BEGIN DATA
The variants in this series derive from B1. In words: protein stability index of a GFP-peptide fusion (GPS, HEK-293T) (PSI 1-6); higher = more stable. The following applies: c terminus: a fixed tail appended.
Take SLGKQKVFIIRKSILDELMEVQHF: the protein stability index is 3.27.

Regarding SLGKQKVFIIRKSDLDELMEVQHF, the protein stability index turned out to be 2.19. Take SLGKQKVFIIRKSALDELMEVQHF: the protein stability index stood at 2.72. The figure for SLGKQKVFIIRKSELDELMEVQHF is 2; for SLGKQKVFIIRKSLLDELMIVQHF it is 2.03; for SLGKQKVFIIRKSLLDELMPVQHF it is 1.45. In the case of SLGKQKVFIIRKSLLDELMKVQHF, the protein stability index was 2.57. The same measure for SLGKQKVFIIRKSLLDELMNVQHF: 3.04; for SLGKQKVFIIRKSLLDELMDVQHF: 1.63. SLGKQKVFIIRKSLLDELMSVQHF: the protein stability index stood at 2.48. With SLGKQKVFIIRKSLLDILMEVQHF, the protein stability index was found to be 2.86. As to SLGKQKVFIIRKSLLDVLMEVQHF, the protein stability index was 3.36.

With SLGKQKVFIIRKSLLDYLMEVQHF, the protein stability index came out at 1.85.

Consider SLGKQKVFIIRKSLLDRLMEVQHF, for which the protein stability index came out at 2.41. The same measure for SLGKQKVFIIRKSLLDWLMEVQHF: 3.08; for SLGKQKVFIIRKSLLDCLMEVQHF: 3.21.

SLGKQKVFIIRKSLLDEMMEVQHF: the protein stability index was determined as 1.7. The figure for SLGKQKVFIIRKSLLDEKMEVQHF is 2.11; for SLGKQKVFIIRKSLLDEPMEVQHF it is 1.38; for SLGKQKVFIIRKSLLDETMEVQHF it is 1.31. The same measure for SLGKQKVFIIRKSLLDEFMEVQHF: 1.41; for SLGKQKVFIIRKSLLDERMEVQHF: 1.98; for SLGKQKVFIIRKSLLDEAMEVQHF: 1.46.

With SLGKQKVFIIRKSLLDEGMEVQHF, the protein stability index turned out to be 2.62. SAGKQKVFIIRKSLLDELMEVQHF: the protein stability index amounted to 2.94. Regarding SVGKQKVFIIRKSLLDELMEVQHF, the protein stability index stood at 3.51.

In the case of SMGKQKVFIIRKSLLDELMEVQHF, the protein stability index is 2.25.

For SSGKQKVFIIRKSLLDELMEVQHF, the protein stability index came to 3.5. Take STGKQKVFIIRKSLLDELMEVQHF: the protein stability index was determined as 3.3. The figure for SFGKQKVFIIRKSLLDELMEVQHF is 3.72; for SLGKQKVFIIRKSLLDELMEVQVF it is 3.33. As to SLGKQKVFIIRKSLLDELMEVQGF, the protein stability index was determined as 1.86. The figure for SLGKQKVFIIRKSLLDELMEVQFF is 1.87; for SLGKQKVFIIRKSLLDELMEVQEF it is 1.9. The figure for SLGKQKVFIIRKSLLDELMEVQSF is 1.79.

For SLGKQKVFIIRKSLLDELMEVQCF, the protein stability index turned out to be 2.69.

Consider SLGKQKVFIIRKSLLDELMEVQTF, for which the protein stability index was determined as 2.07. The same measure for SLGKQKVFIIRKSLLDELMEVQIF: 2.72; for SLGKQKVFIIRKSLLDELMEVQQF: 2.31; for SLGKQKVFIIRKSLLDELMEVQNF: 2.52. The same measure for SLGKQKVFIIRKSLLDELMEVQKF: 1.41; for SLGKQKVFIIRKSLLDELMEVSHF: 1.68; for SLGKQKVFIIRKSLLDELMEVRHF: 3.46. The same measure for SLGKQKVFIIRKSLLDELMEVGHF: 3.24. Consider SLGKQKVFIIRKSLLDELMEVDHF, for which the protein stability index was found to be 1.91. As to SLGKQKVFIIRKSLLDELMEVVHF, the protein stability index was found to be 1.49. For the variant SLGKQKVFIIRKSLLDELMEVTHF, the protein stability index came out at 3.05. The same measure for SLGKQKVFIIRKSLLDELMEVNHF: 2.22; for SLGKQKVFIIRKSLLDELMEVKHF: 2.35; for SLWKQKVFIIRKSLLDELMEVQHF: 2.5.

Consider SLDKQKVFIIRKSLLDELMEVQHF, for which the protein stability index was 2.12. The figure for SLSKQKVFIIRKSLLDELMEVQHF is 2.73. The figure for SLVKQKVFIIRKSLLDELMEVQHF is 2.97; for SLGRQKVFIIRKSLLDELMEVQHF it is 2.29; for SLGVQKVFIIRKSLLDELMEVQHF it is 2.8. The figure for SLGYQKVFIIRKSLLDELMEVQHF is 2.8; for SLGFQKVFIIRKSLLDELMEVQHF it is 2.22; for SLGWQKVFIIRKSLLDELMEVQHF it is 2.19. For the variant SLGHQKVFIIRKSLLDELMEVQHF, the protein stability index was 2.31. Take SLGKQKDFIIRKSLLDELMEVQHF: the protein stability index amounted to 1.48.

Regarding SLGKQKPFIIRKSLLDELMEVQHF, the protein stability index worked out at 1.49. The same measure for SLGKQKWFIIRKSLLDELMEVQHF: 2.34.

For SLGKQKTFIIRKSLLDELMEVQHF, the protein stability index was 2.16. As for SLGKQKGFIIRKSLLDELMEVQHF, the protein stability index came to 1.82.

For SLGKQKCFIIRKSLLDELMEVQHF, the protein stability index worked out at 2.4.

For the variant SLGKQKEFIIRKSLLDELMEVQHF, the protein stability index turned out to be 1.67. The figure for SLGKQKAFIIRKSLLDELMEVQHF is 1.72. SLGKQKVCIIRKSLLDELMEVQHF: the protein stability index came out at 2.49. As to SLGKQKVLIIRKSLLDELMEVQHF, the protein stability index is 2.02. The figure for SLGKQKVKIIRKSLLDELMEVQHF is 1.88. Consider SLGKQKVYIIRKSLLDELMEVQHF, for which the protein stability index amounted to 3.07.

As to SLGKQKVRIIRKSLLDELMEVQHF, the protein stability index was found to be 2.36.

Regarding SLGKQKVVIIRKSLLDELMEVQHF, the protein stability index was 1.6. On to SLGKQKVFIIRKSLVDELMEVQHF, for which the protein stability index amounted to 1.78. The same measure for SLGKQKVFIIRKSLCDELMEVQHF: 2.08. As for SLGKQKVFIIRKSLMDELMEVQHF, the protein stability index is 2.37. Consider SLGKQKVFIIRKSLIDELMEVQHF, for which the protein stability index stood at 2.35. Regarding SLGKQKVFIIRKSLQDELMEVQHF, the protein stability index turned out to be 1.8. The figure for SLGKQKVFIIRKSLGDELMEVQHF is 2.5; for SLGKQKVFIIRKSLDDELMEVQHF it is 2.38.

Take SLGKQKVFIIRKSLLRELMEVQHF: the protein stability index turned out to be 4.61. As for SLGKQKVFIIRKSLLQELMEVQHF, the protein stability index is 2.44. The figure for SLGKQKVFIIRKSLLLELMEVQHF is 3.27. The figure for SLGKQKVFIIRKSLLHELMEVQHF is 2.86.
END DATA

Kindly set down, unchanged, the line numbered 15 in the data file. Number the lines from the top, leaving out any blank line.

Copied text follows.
For SLGKQKCFIIRKSLLDELMEVQHF, the protein stability index worked out at 2.4.